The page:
Six die in clashes in Libyan city
Clashes in a western Libyan city left six dead and at least 20 injured, a government spokesman said.
Nasser al-Manei said unidentified assailants attacked an airport and a hospital in Ghadamis near the Algerian border, some 280 miles south west of the capital Tripoli.
He said the attackers came from outside the city. Government forces were deployed to the city to stop the fighting, Mr al-Manei said.
He did not say what caused the violence, but clashes have been common throughout the country since last year's overthrow of dictator Muammar Gaddafi.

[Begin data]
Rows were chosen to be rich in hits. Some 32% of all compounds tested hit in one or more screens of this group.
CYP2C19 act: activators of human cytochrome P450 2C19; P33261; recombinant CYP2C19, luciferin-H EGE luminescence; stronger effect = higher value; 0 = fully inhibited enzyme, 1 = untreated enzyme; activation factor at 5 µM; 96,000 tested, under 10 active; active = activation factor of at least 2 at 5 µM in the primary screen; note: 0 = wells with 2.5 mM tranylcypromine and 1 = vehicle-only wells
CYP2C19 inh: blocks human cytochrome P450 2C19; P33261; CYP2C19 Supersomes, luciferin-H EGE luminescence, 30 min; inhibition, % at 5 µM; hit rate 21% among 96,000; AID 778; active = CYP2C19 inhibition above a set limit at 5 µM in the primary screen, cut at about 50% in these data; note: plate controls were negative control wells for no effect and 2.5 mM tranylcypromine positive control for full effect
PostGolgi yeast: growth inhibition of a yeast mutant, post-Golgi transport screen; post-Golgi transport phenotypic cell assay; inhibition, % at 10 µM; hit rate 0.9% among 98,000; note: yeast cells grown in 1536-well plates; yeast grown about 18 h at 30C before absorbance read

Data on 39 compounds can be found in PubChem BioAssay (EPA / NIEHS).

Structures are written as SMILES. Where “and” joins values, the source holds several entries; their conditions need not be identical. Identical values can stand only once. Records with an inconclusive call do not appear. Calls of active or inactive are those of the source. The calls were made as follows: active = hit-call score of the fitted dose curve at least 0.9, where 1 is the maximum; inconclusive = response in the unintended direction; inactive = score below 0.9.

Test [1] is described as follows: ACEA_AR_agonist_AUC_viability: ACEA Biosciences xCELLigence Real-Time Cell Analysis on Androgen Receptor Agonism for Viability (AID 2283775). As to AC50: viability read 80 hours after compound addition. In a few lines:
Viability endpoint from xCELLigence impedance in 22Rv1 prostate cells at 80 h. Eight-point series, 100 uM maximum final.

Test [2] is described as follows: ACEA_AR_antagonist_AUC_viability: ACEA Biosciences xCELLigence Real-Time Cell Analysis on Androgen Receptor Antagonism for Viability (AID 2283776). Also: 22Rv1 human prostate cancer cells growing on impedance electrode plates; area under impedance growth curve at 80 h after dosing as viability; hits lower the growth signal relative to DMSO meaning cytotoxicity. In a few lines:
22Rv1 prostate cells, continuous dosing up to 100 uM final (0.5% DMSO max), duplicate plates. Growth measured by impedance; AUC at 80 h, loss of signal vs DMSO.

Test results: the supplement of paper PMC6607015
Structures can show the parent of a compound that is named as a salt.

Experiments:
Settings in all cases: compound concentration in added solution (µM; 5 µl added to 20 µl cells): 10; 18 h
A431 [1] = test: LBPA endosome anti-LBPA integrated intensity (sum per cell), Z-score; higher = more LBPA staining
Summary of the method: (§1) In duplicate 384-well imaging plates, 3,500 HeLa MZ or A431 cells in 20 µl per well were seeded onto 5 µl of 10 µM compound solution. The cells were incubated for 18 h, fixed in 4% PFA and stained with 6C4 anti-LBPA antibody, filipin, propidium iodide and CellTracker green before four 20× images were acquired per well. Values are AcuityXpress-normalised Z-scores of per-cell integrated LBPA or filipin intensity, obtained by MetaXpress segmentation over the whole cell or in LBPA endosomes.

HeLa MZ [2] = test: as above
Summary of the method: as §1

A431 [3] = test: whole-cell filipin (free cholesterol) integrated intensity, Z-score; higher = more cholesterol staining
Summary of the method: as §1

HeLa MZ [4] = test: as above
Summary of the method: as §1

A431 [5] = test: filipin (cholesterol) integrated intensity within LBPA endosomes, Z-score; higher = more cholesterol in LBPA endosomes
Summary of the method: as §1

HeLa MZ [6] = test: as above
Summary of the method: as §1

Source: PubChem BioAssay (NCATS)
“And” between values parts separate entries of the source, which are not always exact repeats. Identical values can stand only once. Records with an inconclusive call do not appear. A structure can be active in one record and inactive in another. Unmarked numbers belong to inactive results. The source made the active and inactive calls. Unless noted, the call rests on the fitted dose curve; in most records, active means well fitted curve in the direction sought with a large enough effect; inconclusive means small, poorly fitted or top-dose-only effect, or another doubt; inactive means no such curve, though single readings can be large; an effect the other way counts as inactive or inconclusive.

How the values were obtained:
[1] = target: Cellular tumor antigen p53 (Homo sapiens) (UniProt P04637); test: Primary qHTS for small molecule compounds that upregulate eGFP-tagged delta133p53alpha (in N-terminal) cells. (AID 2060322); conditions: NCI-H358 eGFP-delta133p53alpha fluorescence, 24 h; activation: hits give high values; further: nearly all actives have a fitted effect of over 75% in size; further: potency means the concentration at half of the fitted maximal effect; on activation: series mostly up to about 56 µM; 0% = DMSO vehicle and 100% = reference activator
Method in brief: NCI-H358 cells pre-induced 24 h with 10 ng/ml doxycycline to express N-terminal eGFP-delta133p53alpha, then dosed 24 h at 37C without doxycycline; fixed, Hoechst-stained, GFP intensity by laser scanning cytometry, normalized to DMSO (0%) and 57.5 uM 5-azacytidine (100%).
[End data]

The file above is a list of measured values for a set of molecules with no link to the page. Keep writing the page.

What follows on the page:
They have sometimes pitted rival members of the former rebel militias that fought his regime against each other.
Other conflicts have involved ethnic groups with grievances dating back to his time in power.
Ghadamis is inhabited by Berbers, an ethnic group who occupy most of the country's western desert mountains and who were long suppressed by Gaddafi.
The ruling National Transitional Council has struggled to impose its authority over the country since Gaddafi was killed and his loyalists' strongholds fell in October 2011.
In February, tribal strife left more than 100 people dead in the southern Libyan region of Kufra near the Chadian border. It pitted an Arab tribe against the Tabu, an African group who are some of the original inhabitants of south Libya. The Tabu like the Berbers were heavily suppressed under Gaddafi.
Fighting in another southern desert region, Sabha, left 147 people dead in March.